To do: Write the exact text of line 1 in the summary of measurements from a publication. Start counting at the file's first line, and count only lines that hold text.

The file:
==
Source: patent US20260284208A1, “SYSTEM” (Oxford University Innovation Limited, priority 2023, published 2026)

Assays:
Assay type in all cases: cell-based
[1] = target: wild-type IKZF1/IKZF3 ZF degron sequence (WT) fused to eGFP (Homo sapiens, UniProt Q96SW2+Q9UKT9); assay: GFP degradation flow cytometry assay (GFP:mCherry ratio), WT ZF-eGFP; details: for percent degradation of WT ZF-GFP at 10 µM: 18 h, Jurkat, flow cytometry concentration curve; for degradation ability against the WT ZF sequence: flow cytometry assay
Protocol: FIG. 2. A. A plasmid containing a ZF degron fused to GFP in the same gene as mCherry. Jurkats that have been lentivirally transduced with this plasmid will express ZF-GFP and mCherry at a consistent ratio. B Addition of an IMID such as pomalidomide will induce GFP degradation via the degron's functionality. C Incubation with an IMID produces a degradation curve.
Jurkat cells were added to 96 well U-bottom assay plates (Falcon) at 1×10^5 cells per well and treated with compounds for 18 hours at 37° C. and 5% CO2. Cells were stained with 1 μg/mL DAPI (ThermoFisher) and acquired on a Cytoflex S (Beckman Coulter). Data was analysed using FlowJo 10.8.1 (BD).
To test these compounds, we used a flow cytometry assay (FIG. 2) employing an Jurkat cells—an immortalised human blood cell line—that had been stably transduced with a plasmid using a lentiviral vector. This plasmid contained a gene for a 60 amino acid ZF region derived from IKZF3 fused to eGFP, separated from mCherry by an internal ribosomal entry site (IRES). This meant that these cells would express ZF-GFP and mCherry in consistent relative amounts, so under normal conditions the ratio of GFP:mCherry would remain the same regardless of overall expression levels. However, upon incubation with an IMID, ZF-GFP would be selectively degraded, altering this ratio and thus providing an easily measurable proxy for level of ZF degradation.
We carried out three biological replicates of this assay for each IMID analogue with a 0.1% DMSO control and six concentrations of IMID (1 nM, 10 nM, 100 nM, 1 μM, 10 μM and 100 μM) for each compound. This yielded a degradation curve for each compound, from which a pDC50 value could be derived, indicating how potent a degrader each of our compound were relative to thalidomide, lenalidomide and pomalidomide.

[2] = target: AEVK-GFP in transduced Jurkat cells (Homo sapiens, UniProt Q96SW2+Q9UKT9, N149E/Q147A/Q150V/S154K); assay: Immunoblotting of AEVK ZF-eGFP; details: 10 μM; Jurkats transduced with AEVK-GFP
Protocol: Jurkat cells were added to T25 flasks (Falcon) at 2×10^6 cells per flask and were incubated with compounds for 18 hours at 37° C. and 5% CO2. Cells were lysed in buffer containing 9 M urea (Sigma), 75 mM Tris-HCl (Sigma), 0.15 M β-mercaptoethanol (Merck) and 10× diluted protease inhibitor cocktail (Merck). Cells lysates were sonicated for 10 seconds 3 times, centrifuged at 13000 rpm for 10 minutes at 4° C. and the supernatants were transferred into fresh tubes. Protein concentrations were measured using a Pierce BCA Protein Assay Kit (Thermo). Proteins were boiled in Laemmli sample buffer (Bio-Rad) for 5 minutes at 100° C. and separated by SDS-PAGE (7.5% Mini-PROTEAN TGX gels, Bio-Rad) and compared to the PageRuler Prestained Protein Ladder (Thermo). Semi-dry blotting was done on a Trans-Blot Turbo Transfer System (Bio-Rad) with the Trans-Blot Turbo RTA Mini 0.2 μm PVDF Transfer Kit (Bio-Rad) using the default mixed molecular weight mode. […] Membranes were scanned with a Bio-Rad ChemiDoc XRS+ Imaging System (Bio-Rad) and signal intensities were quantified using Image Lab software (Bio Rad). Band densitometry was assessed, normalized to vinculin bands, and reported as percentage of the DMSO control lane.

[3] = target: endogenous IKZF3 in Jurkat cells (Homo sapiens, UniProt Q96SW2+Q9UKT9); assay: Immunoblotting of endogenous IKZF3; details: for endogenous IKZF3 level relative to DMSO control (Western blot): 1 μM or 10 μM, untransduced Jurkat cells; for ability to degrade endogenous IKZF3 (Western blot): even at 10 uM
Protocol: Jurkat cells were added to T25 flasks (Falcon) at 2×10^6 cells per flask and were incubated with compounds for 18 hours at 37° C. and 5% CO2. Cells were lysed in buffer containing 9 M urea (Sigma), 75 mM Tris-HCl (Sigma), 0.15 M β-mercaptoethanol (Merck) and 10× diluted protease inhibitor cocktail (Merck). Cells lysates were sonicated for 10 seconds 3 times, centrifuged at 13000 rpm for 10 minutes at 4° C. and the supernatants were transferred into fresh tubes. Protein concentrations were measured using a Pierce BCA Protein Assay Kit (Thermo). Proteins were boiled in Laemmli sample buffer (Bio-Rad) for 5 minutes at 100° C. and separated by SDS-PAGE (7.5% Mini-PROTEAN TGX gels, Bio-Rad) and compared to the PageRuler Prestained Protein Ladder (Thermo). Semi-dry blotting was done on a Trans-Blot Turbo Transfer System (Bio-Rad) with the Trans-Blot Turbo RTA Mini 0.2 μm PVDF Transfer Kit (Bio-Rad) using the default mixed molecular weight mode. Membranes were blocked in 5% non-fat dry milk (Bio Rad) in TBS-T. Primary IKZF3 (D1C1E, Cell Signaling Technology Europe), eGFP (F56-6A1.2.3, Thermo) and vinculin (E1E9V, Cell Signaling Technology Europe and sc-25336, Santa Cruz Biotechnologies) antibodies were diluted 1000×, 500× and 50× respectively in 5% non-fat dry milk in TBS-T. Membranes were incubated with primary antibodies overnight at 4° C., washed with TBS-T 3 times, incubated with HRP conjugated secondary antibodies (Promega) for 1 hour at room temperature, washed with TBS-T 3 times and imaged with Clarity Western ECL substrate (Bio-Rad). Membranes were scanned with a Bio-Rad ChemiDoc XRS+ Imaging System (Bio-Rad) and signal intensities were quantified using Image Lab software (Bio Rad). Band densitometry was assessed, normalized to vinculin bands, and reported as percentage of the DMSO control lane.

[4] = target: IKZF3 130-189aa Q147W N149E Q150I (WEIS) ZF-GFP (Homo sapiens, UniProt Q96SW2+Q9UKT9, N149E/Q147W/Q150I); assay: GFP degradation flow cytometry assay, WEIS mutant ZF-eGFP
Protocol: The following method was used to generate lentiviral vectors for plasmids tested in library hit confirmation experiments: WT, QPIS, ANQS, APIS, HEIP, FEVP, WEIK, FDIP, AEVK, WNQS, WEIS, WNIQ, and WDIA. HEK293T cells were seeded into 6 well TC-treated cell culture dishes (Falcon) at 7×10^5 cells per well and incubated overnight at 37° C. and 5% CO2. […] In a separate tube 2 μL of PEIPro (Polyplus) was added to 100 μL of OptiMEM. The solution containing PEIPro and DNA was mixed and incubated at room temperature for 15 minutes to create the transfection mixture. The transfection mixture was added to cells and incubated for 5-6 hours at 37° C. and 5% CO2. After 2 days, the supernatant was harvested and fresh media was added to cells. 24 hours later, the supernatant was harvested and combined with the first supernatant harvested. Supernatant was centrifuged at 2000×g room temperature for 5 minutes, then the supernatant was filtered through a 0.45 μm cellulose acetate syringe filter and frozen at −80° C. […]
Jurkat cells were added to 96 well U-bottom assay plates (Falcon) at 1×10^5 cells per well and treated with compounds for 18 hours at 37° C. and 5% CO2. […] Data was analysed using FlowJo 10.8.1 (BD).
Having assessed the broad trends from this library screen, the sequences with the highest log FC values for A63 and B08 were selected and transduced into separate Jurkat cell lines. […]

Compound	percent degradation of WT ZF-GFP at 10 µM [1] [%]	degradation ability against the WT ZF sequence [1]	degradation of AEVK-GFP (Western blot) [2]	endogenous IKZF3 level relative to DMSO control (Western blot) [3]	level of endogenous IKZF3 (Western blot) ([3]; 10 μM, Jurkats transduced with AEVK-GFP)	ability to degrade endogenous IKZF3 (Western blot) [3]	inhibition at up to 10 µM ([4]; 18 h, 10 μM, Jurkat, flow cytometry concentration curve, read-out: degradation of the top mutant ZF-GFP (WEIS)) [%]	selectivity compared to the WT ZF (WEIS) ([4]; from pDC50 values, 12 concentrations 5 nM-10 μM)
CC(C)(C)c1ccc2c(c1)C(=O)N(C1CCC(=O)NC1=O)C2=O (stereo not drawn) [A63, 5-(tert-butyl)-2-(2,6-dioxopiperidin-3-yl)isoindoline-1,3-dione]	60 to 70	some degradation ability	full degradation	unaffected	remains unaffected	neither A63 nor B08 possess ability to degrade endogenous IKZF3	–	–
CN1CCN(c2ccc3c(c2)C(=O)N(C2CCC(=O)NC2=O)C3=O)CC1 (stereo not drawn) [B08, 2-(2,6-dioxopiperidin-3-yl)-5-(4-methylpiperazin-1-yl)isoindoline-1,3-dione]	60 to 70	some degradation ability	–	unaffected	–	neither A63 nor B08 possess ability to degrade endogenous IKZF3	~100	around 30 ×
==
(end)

Source: patent US20260284208A1, “SYSTEM” (Oxford University Innovation Limited, priority 2023, published 2026)